Rebooting the buddy system

Posted on August 18, 2016
Filed Under Columns & essays, Events & news | 1 Comment | Email This Post

Relationship experts weigh in on the art and science of friendship after 50.

This article originally appeared in the February 2016 issue of Michigan Prime, a supplement to the Sunday Detroit News and Free Press.

As Lennon and McCartney wrote, we all get by with a little help from our friends. But current medical research also shows that our health literally depends on the company we keep. In fact, having an active social network can significantly lower the risk for depression, enhance our ability to cope with illness, and increase longevity, explains Irene S. Levine, PhD, Professor of Psychiatry at NYU School of Medicine and creator of The Friendship Blog.

DSCN1916“One study suggests that friends may be more potent than family in enhancing our physical health and emotional well-being,” Levine says. Furthermore, as reported by AARP last year, women with large social networks reduce their risk of dementia by 26%.

Yet making new friends while keeping the old can be a challenge for empty nesters and retirees. Gone are the days of commiserating with other parents in the school parking lot, or gathering with coworkers by the coffee maker on weekday mornings. Other factors — including divorce, relocation, or becoming a caregiver – also complicate friendship later in life.

Ironically, Americans collect countless friends and followers on social networks, yet many report a lack of depth in their friendships, says Shasta Nelson, author of Frientimacy: How to Deepen Friendships for Lifelong Health and Happiness (Seal Press; $16).

“Between two-thirds and three-fourths of Americans believe there is more loneliness in today’s society than there used to be, and feel they have fewer meaningful relationships than they did five years ago,” Nelson says.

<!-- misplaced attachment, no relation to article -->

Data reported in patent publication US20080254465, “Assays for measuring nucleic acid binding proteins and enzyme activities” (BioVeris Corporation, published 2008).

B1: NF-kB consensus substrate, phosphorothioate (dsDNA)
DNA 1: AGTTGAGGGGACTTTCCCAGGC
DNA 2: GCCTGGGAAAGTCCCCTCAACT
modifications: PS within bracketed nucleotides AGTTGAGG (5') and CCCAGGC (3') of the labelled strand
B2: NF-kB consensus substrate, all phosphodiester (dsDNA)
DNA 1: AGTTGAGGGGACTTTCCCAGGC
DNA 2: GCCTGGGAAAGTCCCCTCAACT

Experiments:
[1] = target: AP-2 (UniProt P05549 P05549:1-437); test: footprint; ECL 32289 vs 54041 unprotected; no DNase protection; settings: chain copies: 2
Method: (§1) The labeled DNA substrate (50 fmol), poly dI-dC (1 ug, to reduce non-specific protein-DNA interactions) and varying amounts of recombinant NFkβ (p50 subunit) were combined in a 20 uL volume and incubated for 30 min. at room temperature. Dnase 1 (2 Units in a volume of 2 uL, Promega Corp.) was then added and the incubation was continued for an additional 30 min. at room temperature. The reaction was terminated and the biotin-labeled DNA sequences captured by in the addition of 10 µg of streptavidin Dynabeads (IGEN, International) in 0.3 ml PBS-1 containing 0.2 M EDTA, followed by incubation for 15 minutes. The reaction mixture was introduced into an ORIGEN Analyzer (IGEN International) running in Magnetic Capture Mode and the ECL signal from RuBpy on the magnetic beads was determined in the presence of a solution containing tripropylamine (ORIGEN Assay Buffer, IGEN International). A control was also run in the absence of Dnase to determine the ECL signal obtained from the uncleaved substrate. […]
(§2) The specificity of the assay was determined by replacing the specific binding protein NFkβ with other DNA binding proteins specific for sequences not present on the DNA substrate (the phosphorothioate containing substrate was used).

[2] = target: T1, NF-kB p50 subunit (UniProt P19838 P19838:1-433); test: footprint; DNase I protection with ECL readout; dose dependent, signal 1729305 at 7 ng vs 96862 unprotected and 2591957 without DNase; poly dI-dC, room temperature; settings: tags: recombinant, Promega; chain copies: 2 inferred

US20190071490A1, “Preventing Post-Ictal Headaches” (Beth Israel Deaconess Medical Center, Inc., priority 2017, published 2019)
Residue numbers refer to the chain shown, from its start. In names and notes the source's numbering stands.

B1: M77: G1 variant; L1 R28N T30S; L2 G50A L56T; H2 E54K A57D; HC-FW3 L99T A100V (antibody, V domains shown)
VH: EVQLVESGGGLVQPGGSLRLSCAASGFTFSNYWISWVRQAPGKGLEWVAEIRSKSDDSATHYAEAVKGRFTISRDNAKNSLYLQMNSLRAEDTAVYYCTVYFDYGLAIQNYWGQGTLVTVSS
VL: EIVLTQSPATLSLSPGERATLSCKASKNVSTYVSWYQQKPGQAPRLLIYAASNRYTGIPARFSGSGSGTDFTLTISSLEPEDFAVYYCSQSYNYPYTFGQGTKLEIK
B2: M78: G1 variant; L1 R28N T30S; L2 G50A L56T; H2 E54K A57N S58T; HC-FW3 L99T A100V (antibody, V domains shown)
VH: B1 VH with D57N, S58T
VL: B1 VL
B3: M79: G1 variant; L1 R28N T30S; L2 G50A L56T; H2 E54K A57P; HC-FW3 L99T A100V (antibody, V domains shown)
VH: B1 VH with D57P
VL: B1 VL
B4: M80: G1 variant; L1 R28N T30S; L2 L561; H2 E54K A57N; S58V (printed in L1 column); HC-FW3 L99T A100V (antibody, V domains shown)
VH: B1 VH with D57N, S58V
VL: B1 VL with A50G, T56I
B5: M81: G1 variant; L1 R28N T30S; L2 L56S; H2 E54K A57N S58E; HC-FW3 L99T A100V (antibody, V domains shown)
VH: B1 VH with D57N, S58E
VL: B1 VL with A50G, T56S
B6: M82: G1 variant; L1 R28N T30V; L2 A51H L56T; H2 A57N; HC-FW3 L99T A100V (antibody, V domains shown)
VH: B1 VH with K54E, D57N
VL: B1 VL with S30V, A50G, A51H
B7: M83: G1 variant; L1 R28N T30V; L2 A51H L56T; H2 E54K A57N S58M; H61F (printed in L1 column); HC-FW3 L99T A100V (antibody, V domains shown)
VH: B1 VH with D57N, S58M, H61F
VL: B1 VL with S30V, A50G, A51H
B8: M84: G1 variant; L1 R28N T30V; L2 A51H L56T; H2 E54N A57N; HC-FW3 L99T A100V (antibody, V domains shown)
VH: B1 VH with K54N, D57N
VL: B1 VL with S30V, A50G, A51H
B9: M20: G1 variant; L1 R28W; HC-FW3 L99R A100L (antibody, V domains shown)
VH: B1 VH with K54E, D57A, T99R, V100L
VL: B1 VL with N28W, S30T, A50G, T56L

Reach out and meet someone

So, how and where do we begin to rebuild our social circles? Introverts, take note.

“Be open to anything,” advises Annick Hivert-Carthew, 68, a freelance writer in Auburn Hills. “I’ve lived in foreign countries for 40 years. It would have been lonely had I not taken the first step to meet people. I believe it’s easier for seniors to make new friends because we have more leisure time.”

Hivert-Carthew says she smiles a lot, chats with dog walkers and introduces herself to new neighbors. She also joined a senior center, takes classes, and volunteers for organizations.

“My neighborhood has an awesome Bible study group,” she adds. “I’m not religious, but I was curious, so I joined the group and I love it. We go to lunch, help each other during illness, share cultural activities, and knit hats for elementary schools in Detroit.”

Likewise, Mike Atwood, 68, a retired sales manager in Royal Oak, refuses to isolate himself.

Version 2“Making new friends is a matter of staying engaged in life and being interested in other people,” he says. “I make a point of meeting in person – not relying on social media to stay in touch.”

Shasta Nelson agrees.

“Time together is essential. Unless your time together is automatic — meaning you’re both paid to show up at the same job, for instance – there’s no other way to foster a real relationship,” Nelson says. “Growing a friendship requires a lot of initiation. Repeatedly. If you want to start a new friendship or revive an old one, you have to reach out several times.”